Mother had several copies of the Koran. There was one, wrapped in gift paper that she kept in her room. I had come upon the sealed package one day when I was about seven and, not knowing what was inside, I had torn the golden wrapping to have a peek. Afterward, when I’d asked Mother why she kept an old Koran that was falling apart, she had scolded me severely and boxed my ears. She told me that Father had brought the holy book back from the Haj and had carefully wrapped it in order to preserve it.

Needless to say, we did not use this book for our lessons. Instead, Haj Brahim (he was addressed as “Haj” because he, like Father, had made the pilgrimage to Mecca) would take down the large, heavy Koran from the top shelf in the book case and try to help us understand the verses. When this failed, he would settle for having us memorize them.

Not content to just recite the words without understanding their meaning, I had convinced Mother to buy a version that had the Arabic on the left side with the French translation on the right. This was the book that I used for my private prayers and to search for an explanation for my multiple transformations.

I was not having much success however and decided I must talk to Haj Brahim about it. I didn’t want to ask him in front of Zakia, so I would have to choose my moment carefully.

One afternoon, Haj Brahim showed up a little early for our lesson. Mother showed him into the sitting room and asked Naima to make some tea. Zakia was having a shower because she had participated in a race at school that day (that she’d lost, of course). Seizing the opportunity, I slipped into the room and gently closed the door.

Haj Brahim was a portly man, in his sixties and decidedly bald. He was an old acquaintance of Father’s who had helped Mother settle the inheritance after Father died. Mother was in a predicament as a widow with only daughters. In the absence of a male heir, Father’s three brothers had tried to wrest as much as they could, but Haj, who was an expert in Islamic law and connected to one of the Mosques in Rabat, had made sure that Mother’s rights, however limited, were protected. (Those rights would have been even more limited had Father not already taken several precautions while still alive, such as putting many of the deeds and wealth in Mother’s name.)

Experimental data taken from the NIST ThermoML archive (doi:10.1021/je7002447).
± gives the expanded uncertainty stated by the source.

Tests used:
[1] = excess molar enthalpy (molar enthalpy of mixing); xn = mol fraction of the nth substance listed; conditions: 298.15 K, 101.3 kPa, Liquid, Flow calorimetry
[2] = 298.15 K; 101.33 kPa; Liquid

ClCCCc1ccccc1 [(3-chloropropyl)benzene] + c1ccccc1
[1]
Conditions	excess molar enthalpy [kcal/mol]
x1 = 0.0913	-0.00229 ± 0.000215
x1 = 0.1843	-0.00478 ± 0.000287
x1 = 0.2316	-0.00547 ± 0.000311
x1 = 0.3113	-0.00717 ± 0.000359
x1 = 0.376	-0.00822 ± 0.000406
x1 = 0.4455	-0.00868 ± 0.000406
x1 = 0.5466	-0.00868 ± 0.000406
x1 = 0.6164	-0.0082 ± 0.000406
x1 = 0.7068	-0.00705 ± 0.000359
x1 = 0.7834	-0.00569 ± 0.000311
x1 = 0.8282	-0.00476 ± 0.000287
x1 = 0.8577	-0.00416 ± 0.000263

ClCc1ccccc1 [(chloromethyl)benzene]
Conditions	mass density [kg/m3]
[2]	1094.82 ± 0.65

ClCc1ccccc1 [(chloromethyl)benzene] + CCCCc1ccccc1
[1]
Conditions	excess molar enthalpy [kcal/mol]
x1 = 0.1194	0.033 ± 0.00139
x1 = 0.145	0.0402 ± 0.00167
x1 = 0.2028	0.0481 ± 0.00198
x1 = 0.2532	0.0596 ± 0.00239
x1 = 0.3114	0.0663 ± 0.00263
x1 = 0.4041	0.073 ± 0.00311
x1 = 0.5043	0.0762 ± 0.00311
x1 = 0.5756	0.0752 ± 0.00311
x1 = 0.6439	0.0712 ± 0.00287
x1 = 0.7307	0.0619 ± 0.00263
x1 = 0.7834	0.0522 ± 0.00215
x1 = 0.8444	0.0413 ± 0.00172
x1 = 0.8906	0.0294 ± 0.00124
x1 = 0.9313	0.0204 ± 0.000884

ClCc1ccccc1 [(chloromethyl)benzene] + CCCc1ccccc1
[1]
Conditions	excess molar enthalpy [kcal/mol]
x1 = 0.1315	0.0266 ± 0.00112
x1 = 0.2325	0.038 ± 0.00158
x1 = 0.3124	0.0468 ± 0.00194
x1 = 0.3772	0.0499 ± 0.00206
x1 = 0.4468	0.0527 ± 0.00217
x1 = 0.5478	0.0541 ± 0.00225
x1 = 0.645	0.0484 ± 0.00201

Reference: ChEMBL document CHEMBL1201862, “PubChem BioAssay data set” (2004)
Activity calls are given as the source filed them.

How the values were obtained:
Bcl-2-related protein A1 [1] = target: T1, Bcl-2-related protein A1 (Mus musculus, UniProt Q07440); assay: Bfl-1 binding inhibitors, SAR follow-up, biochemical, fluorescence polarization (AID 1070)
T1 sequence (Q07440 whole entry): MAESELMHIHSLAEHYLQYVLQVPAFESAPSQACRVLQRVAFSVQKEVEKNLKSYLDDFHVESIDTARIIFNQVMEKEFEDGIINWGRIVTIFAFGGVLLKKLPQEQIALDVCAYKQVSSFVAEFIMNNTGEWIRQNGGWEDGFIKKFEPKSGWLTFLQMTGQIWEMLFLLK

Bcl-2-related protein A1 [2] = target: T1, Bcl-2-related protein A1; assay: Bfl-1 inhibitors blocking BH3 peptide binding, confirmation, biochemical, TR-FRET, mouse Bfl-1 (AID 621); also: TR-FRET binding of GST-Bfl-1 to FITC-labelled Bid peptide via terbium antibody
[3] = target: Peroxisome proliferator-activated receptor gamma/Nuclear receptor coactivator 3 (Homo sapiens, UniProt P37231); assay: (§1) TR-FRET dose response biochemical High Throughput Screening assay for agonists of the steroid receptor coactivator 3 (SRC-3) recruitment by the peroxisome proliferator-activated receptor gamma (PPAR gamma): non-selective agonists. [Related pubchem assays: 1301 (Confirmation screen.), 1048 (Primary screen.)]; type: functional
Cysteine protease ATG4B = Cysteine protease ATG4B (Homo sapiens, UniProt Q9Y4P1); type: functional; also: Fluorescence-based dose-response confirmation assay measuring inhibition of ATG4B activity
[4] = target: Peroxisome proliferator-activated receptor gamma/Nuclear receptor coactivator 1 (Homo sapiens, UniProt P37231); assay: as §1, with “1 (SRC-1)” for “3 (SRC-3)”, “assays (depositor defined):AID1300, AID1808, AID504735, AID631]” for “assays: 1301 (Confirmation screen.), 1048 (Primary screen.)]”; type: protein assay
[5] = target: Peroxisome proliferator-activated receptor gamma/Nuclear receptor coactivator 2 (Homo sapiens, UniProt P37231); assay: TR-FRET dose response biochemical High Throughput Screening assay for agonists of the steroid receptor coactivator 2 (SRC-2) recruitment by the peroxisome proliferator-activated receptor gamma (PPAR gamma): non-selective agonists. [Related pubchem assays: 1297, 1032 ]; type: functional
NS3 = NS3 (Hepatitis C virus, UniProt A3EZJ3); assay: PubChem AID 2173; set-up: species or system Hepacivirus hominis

I cleared my throat and Haj, who sat leaning back on the sofa with his hands folded in his lap, looked over at me and smiled. As always, he wore a little white skull cap that he only removed now. I began hesitatingly to describe my problem. Haj must have been aware of my transformations as he’d been giving us lessons since I was nine and still “Reema, The Palest One of All.” He had never mentioned anything about my “condition” though. He listened carefully as I timidly described my tormenters at school, mother’s failure to sympathize, and my personal doubts as to God’s role in all this. I stopped abruptly when Naima brought the tea and placed the tray in front of me.

Using the knitted mitt, I grasped the silver teapot and poured some tea into one of the crystal glasses. Then, I poured the tea back in the pot and served us both. I glanced at the clock. Zakia would be coming in any minute and my chance would be lost. Haj nodded subtly, as if he understood my urgency, and went to get the Koran from the shelf. He put on his reading glasses, then took them off and wiped them with the cloth napkin that Naima had given him.

He paused before putting them on again and recited to me, “’Endure with patience, for your endurance is not without the help of God.’ God presents us all with different challenges, Reema. You must have patience and His wisdom will be revealed to you. All in good time.”

“But, why Haj? Why is God doing this? Making my skin change color all the time like I’m some kind of freak. What have I done wrong?”

Without answering, he opened the book to the very end and read me a verse: